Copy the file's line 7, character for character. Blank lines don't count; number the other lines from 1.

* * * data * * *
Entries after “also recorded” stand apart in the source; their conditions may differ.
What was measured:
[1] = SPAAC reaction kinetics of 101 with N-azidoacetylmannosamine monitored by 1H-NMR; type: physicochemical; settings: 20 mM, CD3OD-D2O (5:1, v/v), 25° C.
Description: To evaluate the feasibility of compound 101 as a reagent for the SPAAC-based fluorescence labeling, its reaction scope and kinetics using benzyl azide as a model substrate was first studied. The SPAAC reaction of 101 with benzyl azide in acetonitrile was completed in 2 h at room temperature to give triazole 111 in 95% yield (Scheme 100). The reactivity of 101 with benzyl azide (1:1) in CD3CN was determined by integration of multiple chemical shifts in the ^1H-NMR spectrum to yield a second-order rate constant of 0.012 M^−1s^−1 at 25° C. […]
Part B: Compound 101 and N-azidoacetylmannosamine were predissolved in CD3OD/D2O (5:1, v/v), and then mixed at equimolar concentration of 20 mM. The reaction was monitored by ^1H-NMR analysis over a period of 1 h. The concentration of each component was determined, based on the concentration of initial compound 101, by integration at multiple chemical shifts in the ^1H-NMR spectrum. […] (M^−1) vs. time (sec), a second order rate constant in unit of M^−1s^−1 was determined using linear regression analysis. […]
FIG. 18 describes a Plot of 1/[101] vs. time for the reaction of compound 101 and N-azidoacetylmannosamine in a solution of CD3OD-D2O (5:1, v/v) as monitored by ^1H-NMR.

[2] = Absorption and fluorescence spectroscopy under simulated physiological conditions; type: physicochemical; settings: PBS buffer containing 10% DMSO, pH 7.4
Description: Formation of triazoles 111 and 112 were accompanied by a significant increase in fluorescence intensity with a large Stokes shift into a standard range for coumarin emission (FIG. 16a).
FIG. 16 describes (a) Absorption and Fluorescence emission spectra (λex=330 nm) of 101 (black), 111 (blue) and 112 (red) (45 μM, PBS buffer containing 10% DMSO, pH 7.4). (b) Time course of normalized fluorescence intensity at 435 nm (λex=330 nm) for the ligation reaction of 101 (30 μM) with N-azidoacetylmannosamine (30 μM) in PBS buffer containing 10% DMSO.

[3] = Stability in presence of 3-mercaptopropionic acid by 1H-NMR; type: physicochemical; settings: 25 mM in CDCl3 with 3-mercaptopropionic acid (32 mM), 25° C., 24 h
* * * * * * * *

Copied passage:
[2] = Absorption and fluorescence spectroscopy under simulated physiological conditions; type: physicochemical; settings: PBS buffer containing 10% DMSO, pH 7.4